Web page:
The fine was justified. It has been proven beyond a shadow of a doubt. If such a claim was not justified, Toyota would not have recalled over 5 MILLION vehicles world wide for this reason. Toyota may claim "A Persuit Of Perfection." Toyota is anything but. Toyota is a bleak auto. Toyota will do anything to have publications write good things. Toyota has been doing this since they started flooding the market under the Reagan administration. Toyota's were TIN at best. They couldn't pass National Safety requirements, but, yet, they were still allowed to croward US roads. They paid Non-Profits such as Consumer Reports, and others. To be sure Toyota has been able to wiggle/waggle all these years. This should have come to past decades ago. Thank goodness Toyota has finally been brought to it's cheating ways. Toyota and all other Jap/Crap should be band from the USA. No matter Toyota and other Jap/Crap's are built here. Majority of all profits revert back to Japan. BE PATRIOTIC ONCE AGAIN.......BUY AMERICAN!!!!!!!!
        Nick
        • 9 Months Ago
        @eagle6922
        "BUY AMERICAN" Like the CAMRY that was the most American built car for years in a row? http://www.theblaze.com/stories/2012/09/24/toyota-camry-recognized-as-most-american-made-car-on-the-road/
        jtav2002
        • 9 Months Ago
        @eagle6922
        They would not have recalled the cars? Tell me why then the recall on my Tacoma involved literally cutting my gas pedal in half so that it doesn't get caught on floor mats because people are too stupid to know they can't put them on top of each other. That screams user error, not vehicle defect. Besides, by being 'patriotic" and "buying American" do you mean buying foreign made GM vehicles, a company that willingly sold a vehicle to millions of people when they knew that before the car was ever released for it's first model year that it had a defect that has since went on to kill dozens of people?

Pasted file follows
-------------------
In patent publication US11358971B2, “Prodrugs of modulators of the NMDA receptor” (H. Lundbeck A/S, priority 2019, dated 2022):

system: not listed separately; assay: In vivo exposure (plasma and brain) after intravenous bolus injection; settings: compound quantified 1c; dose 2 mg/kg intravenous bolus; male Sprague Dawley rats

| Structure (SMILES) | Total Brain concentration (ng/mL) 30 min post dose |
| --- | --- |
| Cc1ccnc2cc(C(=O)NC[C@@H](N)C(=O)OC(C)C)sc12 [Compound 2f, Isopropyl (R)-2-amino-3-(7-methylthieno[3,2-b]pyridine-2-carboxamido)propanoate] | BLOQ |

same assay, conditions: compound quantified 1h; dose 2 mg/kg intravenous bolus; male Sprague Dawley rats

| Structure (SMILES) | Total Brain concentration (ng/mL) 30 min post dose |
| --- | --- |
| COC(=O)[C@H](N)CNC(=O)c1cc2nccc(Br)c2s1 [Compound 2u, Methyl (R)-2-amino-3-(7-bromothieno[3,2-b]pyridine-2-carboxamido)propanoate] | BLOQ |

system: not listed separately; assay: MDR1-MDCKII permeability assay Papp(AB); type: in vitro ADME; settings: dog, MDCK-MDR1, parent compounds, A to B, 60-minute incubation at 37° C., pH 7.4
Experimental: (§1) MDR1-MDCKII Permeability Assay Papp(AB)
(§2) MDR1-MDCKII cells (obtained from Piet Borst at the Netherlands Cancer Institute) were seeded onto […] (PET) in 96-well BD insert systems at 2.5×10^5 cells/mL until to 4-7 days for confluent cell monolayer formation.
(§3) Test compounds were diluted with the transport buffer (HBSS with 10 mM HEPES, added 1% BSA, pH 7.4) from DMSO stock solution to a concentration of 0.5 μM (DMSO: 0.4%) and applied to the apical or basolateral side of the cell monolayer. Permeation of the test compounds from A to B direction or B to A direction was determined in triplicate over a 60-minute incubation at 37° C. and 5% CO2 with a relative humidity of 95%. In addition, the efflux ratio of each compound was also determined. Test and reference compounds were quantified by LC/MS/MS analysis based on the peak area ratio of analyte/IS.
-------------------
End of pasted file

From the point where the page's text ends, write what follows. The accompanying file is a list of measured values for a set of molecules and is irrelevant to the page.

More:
tiger
      • 9 Months Ago
      So, Toyota didn't have an unintended acceleration problem, NASA couldn't find a problem (even though there was one.) Toyota did not provide the entire code to NASA, hence the reason NASA could not determine the root cause (solder whiskering.) $1.2B PROVES there was a problem! Otherwise, why would they have to pay this? Further, why is everyone turning this into a GM blog?
        jtav2002
        • 9 Months Ago
        @tiger
        They're turning it into a GM blog because of all the people who crucified Toyota, wanted them to go out of business, and made it sound like they're the only company to have a recall and not handle it properly. Here we have GM saying they DO have a problem, and we know the problem existed in prototype vehicles before they were even on the market. While the backlash has been strong, they're not getting it NEARLY as worse as Toyota was for a problem that wasn't actually ever conclusively tied to a problem. Also, a settlement doesn't prove guilt nor does it mean they're admitting to guilt.
          jtav2002
          • 9 Months Ago
          @jtav2002
          I'm not a fanboy in the least. And I think you were trying to say "how ya doing' because hiya doing is kind of a retarded way to use the English language. FWIW, if you want to say I'm a Toyota fanboy you may be interested to know I have also owned a couple GM vehicles, as well.
      sfblog
      • 9 Months Ago
      Toyota was robbed
      normc32
      • 9 Months Ago
      I hope my GF's parents get some free oil changes out of this! I did try to explain to them that their decade old Toyotas are good and they cannot buy that car today, that there is a reason their 3 kids don't drive Toyotas.
      Jesus!
      • 9 Months Ago